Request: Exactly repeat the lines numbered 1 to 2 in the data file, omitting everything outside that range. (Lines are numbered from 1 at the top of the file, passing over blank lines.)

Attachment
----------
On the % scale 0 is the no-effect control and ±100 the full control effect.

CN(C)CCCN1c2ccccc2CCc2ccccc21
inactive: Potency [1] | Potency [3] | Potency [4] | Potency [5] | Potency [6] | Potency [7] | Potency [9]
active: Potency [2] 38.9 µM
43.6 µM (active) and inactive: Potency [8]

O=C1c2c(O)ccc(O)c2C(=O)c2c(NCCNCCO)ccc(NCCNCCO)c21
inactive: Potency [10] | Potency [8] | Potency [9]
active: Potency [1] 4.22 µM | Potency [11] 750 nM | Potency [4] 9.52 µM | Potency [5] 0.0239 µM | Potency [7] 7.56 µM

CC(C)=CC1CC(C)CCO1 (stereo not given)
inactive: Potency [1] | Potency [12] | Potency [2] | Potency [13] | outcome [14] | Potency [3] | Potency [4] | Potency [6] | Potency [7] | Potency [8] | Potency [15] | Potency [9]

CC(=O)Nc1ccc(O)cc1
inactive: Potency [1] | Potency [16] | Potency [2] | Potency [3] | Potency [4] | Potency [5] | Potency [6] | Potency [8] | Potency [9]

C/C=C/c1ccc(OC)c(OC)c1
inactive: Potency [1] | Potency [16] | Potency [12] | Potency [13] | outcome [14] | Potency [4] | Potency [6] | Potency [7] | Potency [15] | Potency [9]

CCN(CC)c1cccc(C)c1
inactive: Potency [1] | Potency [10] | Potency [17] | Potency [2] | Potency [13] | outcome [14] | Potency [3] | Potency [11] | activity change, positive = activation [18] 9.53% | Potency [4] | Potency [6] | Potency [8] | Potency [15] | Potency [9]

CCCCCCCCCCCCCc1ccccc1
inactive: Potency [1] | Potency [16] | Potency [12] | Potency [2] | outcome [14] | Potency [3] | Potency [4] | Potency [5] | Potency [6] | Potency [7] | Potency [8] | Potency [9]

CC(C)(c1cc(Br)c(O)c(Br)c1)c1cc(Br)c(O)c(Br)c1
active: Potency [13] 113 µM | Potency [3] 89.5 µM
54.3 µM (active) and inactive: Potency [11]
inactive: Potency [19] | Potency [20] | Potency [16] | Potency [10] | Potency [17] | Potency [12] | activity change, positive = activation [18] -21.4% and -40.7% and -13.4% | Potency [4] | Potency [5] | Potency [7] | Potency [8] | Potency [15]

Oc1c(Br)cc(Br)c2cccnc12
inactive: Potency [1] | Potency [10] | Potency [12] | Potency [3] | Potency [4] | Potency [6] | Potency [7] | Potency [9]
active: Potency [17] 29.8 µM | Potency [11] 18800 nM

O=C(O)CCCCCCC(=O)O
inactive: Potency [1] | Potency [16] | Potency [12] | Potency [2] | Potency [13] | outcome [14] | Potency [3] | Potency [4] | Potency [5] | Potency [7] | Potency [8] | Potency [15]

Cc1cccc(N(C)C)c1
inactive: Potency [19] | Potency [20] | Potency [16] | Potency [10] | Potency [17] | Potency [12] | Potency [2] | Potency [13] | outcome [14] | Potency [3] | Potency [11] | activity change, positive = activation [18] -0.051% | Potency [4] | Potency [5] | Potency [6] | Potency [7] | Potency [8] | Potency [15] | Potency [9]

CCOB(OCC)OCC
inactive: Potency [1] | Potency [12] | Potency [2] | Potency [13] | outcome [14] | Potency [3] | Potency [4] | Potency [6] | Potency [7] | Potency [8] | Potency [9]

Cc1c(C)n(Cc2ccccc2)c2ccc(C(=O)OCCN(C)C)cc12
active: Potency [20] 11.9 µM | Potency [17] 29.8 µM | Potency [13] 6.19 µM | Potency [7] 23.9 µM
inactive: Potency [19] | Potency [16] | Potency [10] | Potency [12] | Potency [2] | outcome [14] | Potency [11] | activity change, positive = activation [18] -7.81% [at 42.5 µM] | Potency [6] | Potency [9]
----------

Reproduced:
On the % scale 0 is the no-effect control and ±100 the full control effect.

CN(C)CCCN1c2ccccc2CCc2ccccc21